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I am trying to evaluate the effect of a certain policy on the achievement gains of students between two points in time. However, not all the students are exposed to this policy. I am supposed to use the gain score as a dependent variable.

After having read many critical articles about the use of gain scores as outcome variables, I would like to ask if somebody could tell me the advantages of this approach (compared to using the post-test score as an outcome variable while controlling for the pre-test score).

Is it wrong to say that only when using the difference score as an outcome I can really answer the question of whether competences of students grow faster when they are exposed to this policy? I feel like using the post-test score as an outcome variable does not precisely give me an answer to this question.

I would really appreciate if somebody could give me some advice on that

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The issue you are describing is well understood in the context of clinical trials, see for example Chapter 7.2.3 in Senn (2008).

You may think that comparing difference scores (also known as change scores) and comparing post-test scores while adjusting for pre-test scores (also known as analysis of covariance, ANCOVA) are different, however, the former is actually a special case of the latter.

To see this, denote by $Y_{1i}$ and $Y_{2i}$ the pre- and post-test score of student $i$, respectively. Whether student $i$ received the policy is coded with a dummy variable $X_i$, which is 1 if they received it and 0 otherwise. The ANCOVA model is now given by $$ Y_{2i} = \mu + \beta X_i + \gamma Y_{1i} + \epsilon_i, $$ where $\mu$ is the average score when receiving no policy, $\beta$ the effect of the policy, $\gamma$ the influence of the pre-test score on the post-test score, and $\epsilon_i$ a random error.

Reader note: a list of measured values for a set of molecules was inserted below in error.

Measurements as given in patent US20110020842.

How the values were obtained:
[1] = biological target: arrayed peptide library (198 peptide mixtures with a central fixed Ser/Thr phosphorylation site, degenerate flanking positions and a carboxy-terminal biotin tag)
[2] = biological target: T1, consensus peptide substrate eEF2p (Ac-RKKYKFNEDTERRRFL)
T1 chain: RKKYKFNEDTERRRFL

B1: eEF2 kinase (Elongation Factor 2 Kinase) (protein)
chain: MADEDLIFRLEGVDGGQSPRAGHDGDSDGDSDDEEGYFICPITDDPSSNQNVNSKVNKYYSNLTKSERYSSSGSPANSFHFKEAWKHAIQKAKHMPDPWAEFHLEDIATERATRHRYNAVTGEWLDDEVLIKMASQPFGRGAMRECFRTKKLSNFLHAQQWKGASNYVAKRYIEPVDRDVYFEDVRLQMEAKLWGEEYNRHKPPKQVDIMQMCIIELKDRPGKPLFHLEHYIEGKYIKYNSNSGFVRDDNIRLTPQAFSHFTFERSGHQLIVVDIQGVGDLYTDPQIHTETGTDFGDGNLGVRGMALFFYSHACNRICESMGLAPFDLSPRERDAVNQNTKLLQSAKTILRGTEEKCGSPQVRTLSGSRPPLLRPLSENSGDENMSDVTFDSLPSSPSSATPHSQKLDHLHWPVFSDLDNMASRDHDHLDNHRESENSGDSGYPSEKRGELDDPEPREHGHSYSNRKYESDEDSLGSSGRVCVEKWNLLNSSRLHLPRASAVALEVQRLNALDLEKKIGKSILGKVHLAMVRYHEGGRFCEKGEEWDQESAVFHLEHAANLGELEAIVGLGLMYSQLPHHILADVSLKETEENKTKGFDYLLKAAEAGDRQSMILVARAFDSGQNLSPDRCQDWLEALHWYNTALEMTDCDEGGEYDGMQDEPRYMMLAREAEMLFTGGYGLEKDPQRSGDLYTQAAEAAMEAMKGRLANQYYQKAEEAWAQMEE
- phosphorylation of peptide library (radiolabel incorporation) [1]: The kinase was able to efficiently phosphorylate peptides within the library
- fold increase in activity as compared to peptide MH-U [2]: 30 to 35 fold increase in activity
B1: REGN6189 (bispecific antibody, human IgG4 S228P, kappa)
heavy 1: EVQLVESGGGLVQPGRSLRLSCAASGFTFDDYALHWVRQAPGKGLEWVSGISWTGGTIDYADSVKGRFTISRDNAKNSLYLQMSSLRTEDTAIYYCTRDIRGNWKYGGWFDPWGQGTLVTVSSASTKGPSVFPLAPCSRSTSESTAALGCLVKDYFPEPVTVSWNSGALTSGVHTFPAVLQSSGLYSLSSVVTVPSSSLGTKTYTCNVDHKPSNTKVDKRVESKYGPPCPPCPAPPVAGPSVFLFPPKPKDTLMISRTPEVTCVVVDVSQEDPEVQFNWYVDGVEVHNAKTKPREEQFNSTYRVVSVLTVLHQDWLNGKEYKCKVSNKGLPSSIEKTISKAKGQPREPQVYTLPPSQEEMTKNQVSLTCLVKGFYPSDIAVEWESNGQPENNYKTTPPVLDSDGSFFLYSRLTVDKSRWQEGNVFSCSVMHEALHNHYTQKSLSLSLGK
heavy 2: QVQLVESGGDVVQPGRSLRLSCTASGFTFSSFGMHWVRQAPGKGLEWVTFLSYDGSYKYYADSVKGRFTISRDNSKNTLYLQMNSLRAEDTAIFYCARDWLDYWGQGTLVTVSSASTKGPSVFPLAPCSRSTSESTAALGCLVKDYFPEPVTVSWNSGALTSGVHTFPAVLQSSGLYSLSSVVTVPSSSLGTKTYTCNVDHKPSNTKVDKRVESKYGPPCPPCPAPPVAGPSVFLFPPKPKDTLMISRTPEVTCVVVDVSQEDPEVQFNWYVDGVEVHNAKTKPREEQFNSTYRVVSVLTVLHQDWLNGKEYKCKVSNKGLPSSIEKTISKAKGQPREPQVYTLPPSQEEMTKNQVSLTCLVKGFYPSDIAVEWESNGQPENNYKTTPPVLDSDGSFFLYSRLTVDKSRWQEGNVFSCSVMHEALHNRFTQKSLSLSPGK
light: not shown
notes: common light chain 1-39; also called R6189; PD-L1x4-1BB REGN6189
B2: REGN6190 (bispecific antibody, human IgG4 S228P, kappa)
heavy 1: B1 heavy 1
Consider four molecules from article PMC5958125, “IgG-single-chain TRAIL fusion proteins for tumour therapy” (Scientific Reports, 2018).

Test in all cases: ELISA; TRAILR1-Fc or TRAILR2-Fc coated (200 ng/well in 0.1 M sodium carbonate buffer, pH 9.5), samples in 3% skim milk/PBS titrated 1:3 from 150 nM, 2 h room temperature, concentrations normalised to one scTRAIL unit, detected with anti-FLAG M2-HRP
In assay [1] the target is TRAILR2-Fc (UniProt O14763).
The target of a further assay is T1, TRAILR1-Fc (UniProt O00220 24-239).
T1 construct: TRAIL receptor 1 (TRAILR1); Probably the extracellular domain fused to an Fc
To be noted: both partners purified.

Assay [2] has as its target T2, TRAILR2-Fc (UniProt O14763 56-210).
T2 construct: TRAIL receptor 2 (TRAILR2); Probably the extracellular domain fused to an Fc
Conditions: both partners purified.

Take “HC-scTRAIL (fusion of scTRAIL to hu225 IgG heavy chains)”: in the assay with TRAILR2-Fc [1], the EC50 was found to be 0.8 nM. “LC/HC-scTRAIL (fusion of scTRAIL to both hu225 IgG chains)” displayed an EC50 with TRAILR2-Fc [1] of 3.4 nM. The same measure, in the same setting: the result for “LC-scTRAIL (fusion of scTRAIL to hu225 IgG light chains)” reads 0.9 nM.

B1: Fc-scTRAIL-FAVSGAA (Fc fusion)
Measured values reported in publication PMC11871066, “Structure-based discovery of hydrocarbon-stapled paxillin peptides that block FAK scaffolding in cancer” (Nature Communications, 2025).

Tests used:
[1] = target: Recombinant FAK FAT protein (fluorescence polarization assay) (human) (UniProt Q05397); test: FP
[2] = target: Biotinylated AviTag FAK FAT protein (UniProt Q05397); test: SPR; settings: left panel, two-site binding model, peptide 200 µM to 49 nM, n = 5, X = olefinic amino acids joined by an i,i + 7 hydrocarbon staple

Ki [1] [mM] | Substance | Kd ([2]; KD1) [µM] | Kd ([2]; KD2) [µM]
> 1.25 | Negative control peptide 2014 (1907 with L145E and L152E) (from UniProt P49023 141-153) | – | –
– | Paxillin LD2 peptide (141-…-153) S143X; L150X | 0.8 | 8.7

The change-score model, on the other hand, is given by $$ Y_{2i} - Y_{1i} = \mu + \beta X_i + \epsilon_i, $$ which can be identified as a special case of the ANCOVA model with $\gamma = 1$ and $Y_{1i}$ subtracted from both sides. In contrast, if we set $\gamma = 0$, we obtain a model where the post-test score does not depend on the pre-test score at all, the reality is probably somewhere in between.

What this means in practice is that the change-score model is a more restrictive model compared to the ANCOVA model. It may well be the case that the influence of the pre-test score is not equal to one, which in turn will reduce the efficiency of your estimate of $\beta$.

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  • $\begingroup$ Thank you so much for your answer ! That really helps a lot. $\endgroup$ Jan 31, 2021 at 20:50
  • $\begingroup$ But still, is there any advantage of the difference score over the "normal" ANCOVA model ? The supervisor of my thesis wants me to use the difference score variant and I don't really understand why $\endgroup$ Jan 31, 2021 at 20:51
  • $\begingroup$ Senn recommends to choose ANCOVA over change-score analysis as the default approach. However, there are some deeper issues to be aware of, the famous Lord's paradox, see for example this blog post by Senn or this answer which compiled a nice list of references. $\endgroup$ Feb 1, 2021 at 19:38

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